Si (300 K) 14 1.12 3.61   -
    1.17 @ 77 K      
Ge (77 K) 32 0.74 2.98   420 eV @ 100 keV
          920 eV @ 660 keV
          1300 eV @ 1330 keV
CdTe (300 K) 48-52 1.47 4.43   3800 eV @ 122 keV
          7500 eV @ 661 keV
HgI2 (300 K) 80-53 2.13 6.5   850 eV @ 6 keV
          3500 eV @ 122 keV
GaAs (300 K) 31-33 1.43 4.2   650 eV @ 60 keV
          2600 eV @ 122 keV

Because of electron beam damage, especially in the measurements with field emission guns, S/TEM microanalysis needs not only high count rate capability but also high collection efficiency of the X-rays in order to reduce the dose on the specimen in EDS measurements.

In the x-ray detection, the emitted x-rays of element A (IEA) from an EM specimen are attenuated by the Be (beryllium) window and the Au (gold) contact layer on the detector surface and the Si dead layer of the detector itself. Therefore, the detected x-ray intensity of element A, IA, can be given by,

         Efficiency of EDS Detectors ---------------------- [4789a]

         Efficiency of EDS Detectors -- [4789b]

where,

         Efficiency of EDS Detectors, Efficiency of EDS Detectors, Efficiency of EDS Detectors -- The mass absorption coefficients
         ρBe, ρAu, and ρSi -- The densities of the Be, Au and Si layers in the detector
         XBe, XAu, and XSi -- The thicknesses of the Be, Au and Si layers in the detector

The manufacturers of EDS systems should be able to provide the numbers about the thicknesses of Be window, Au film, and the dead layer in the detector. Note that the k factors for light (smaller Z) elements (low energy X-rays) normally are strongly affected by those detector parameters mentioned above.

Furthermore, Figure 4789b shows the comparison between the detection efficiencies of Si(Li) and SDD detectors. Si(Li) detectors are more sensitive to high-energy x-rays because of the greater thickness of the Si(Li) sensors, while the SDD detectors are less sensitive because the high-energy X-rays easily penetrates through the “thinner” SDD sensor. In general, the EDS detection of low-energy X-rays is mainly limited by X-ray absorption, the detection of high-energy X-rays is mainly limited because the detector becomes transparent.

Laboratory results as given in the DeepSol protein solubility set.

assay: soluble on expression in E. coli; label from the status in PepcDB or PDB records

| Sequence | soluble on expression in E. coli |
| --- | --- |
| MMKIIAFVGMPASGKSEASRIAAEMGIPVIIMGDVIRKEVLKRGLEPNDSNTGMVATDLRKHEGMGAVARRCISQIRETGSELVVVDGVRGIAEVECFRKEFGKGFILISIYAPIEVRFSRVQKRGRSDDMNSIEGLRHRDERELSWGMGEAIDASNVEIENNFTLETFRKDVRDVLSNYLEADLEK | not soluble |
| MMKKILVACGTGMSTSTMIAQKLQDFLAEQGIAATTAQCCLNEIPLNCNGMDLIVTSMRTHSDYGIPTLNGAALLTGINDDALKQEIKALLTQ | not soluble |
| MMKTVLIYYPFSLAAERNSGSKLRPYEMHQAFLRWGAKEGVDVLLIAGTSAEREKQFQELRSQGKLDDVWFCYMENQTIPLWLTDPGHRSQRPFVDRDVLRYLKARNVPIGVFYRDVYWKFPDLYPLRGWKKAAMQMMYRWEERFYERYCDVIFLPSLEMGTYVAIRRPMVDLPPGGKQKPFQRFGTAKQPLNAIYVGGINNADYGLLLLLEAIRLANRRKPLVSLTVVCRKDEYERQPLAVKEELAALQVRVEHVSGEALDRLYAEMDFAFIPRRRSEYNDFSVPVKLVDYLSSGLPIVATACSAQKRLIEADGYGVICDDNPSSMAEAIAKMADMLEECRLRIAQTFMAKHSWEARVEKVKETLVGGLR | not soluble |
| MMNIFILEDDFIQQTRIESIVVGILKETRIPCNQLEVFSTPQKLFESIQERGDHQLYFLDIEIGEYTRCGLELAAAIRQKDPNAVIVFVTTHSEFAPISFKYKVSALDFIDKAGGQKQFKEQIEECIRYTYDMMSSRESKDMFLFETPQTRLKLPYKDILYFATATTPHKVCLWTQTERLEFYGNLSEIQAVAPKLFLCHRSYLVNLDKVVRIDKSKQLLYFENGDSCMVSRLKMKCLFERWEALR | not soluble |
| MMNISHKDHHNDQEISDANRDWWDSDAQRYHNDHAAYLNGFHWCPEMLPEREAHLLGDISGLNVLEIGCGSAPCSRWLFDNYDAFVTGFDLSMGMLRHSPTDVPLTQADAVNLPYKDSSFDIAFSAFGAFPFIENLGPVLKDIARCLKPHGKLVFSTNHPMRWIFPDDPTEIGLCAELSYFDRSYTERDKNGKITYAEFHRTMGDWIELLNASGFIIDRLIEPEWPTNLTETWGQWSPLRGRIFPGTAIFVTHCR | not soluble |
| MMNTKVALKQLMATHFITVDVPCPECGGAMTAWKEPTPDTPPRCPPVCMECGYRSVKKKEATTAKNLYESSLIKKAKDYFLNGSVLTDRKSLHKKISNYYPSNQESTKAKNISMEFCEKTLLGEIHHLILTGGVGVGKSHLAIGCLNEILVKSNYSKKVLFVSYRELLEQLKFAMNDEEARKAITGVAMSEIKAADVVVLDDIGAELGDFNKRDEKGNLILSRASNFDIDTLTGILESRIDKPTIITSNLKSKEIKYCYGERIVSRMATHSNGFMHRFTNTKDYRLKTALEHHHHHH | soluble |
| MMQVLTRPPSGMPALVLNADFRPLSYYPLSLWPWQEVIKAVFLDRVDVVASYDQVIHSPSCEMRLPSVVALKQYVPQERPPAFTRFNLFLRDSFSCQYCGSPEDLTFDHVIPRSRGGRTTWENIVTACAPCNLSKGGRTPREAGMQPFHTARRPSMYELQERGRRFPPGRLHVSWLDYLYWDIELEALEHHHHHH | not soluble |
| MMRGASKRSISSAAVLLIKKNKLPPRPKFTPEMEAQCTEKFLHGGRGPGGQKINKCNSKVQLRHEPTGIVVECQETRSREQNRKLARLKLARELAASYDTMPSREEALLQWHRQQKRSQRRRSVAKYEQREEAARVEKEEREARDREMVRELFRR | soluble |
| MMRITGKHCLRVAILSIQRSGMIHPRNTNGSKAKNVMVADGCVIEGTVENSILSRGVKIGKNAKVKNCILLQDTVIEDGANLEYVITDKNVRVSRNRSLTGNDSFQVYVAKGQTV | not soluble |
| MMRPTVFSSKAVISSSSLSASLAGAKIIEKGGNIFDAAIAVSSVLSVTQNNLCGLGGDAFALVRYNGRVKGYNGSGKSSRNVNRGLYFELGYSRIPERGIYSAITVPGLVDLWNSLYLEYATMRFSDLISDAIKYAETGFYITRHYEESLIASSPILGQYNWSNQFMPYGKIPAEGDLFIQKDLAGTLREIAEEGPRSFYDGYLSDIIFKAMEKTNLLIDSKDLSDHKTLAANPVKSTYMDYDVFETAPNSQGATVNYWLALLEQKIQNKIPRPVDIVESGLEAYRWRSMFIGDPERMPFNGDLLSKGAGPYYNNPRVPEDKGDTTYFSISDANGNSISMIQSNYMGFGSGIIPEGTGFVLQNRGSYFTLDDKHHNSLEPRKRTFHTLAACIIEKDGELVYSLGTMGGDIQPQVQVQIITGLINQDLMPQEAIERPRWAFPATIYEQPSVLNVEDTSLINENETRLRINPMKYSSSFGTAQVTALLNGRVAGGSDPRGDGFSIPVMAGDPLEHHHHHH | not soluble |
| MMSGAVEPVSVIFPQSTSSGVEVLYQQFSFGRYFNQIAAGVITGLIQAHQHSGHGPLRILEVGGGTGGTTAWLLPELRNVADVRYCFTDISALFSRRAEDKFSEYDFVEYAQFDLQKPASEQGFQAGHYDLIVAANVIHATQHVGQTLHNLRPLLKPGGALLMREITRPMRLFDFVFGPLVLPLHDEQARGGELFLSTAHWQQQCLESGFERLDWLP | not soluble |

Detection Efficiency of Si(Li) and SDD EDS Detectors

Figure 4789b. The comparison between the detection efficiencies of Si(Li) and SDD detectors.

Overall, the efficiency of an EDS detector is mainly affected by the following factors:
           i) Geometrical configuration between the specimen and detector.
           ii) The X-ray absorption in the detector window. For detectors with both Be and ultra-thin windows, the absorption in the window material must be considered. For windowless detectors, the detection performance will extremely be degraded by the formed ice layer on the crystal.
           iii) The dead layer (or called the region of incomplete charge conversion).
           iv) The active region of the crystal.

 

 

 

[1] M. Isaacson, D. Johnson, Ultramicroscopy 1 (1975) 33.
[2] H. Shuman, P. Kruit, Rev. Sci. Instrument 56 (1985) 231.
[3] Glenn F. Knoll, Radiation Detection and Measurement, Wiley (1979) p. 503